Japan, Spain, France, Sweden and Canada have all noted a small number of infections involving a new, potentially more transmissible variant of the coronavirus, mainly related to traveling from the UK, where it was first discovered.

The rapid spread of the variant this week resulted in the lockdown of London and southern England, triggered a temporary French blockade of the English Channel and resulted in countries around the world excluding travelers from the UK as few countries have genomic surveillance that the UK does There is concern that the variant has been traveling the world undiscovered for weeks.

A recent study by British scientists found no evidence that the variant was more deadly than others, but estimates it is 56 percent more contagious.

So far, the British variant has been diagnosed in seven people in Japan, said the country’s Ministry of Health. All of them had either recently traveled to the UK or had contact with someone who had done so.

The discovery in Japan caused the country to close its borders to all new entrants from overseas foreigners. The ban will come into effect on Monday at midnight and will last until the end of January, reported the public broadcaster NHK.

In Spain, the variant was found in the capital region, the local authorities announced on Saturday. Antonio Zapatero, a regional health official, said four cases had been confirmed in Madrid while three more were being treated as suspicious. At least two of the cases involve people who were recently in the UK and then tested positive in Madrid, as well as some of their relatives.

Updated

Apr. 26, 2020 at 6:29 am ET

The first case of the new, rapidly spreading variant of the coronavirus in France was identified on Friday, according to the French Ministry of Health. Officials said the patient was a French national living in the UK who had traveled from London to Tours, a city in central France, from London on December 19, a day before the UK government put a lockdown after the variant emerged.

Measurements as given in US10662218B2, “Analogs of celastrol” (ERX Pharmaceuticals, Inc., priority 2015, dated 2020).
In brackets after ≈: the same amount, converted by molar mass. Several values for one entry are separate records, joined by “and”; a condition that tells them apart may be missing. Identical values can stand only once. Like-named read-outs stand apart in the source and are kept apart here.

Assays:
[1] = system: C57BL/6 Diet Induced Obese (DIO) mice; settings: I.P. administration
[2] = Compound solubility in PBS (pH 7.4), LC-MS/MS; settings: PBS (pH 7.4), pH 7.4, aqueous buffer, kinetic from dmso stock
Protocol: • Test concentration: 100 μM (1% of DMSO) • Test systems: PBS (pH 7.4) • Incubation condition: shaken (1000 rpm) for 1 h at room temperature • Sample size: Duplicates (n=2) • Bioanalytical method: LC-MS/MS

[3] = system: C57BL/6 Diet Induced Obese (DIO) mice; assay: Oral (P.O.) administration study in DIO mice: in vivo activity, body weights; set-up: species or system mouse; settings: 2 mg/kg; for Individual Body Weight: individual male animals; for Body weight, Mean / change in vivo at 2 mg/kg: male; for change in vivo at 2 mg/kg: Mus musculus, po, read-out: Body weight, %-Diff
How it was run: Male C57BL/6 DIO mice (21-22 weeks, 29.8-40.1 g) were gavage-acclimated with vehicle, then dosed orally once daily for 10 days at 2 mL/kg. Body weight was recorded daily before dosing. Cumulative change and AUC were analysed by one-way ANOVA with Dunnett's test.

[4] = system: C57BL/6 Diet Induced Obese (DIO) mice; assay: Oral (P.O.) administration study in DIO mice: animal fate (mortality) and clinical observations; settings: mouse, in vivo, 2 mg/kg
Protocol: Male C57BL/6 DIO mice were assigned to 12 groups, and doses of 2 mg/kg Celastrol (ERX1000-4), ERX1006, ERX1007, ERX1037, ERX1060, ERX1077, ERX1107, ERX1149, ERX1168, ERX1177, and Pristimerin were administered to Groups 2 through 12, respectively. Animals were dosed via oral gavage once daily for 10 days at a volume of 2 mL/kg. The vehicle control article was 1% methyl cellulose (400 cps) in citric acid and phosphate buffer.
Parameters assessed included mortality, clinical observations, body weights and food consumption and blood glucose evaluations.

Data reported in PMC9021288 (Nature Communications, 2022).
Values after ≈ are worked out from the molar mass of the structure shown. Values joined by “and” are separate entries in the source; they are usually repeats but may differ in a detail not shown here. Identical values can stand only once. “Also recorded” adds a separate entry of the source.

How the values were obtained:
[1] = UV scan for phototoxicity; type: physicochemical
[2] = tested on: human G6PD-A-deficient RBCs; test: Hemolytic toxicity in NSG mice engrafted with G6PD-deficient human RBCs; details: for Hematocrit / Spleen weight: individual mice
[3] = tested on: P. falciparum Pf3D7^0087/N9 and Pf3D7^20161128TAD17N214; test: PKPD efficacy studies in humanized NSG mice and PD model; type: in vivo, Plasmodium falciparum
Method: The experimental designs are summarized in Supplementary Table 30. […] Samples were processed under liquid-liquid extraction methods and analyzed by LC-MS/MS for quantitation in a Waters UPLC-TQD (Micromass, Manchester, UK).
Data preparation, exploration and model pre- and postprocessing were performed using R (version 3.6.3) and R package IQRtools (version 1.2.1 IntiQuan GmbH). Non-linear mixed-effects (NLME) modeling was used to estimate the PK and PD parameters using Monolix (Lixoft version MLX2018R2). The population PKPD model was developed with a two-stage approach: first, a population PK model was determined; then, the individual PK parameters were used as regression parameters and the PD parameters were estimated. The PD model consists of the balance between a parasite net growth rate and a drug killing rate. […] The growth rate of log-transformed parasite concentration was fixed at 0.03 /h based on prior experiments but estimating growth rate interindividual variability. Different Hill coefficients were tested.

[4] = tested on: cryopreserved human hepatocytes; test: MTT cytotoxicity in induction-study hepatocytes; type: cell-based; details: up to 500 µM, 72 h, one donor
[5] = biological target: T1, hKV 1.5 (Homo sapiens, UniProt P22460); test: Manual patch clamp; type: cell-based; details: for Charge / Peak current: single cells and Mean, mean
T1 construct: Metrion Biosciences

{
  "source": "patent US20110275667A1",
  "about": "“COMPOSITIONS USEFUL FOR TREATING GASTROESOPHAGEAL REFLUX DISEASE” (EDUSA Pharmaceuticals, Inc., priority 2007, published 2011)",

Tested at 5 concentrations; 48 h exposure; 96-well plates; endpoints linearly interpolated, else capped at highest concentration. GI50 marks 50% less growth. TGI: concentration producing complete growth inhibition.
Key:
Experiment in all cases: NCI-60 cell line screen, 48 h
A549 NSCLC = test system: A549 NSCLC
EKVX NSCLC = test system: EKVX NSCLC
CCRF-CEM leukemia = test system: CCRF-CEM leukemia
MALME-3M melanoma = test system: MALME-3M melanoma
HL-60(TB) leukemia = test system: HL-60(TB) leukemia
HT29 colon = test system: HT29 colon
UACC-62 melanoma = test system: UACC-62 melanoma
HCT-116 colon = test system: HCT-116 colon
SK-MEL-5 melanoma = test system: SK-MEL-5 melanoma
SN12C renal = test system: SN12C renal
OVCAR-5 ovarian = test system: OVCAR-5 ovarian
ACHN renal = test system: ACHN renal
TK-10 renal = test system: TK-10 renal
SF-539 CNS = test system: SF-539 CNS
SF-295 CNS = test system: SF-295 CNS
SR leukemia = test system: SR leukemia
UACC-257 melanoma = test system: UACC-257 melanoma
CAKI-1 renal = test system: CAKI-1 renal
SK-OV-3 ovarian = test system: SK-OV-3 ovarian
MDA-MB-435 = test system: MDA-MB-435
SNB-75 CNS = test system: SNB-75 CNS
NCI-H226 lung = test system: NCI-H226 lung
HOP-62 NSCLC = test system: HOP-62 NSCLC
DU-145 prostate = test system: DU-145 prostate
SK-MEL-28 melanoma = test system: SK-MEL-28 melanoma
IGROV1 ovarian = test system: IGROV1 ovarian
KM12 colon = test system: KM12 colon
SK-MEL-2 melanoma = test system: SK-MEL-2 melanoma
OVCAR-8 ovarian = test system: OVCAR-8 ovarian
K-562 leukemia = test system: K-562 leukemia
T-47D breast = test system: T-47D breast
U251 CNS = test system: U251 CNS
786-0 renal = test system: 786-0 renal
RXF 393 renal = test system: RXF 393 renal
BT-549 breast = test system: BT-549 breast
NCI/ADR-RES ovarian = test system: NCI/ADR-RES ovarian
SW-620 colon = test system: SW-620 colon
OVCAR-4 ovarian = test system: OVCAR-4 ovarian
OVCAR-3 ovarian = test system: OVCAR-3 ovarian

Officials in Sweden announced on Saturday that a case of the variant had been discovered there after a traveler visited Sormland near Stockholm from the UK over Christmas, Reuters reported. No other cases were found, the Swedish Health Department said.

Health officials in Ontario, Canada, said Saturday that they had confirmed two cases of the variant in the province. The two cases were a couple from Durham, about 90 miles northwest of Toronto. The couple had no known travel history, exposure or high-risk contacts, the provincial health ministry said.

It is normal for viruses to mutate, and most of the mutations in the coronavirus have been shown to be minor. The British variant has a constellation of 23 mutations, some of which could change their transferability. Vaccine experts are confident that the available vaccines can block the new variant, although this needs to be confirmed by laboratory experiments that are currently being carried out.

The member states of the European Union should start vaccinating against the virus with the Pfizer BioNTech vaccine on Sunday. Hungary started giving the vaccine a day earlier on Saturday.

A few other variants have also been identified, including one in South Africa and one in Nigeria. The UK said Thursday it would ban travel from South Africa after UK Health Secretary Matt Hancock said two people had been infected with the variant found there.

Germany and Singapore have identified infections with the new variant. And Denmark, which has more extensive genomic surveillance than many other countries, discovered 33 cases of the variant between November 14 and December 14, according to the Danish health authorities.

The US has not yet reported any cases of the British variant. However, the country will require all passengers arriving from the UK to test negative for the coronavirus within 72 hours of their departure, the Centers for Disease Control and Prevention said Thursday. The rule takes effect on Monday.

Hisako Ueno and Mike Ives contributed to the coverage.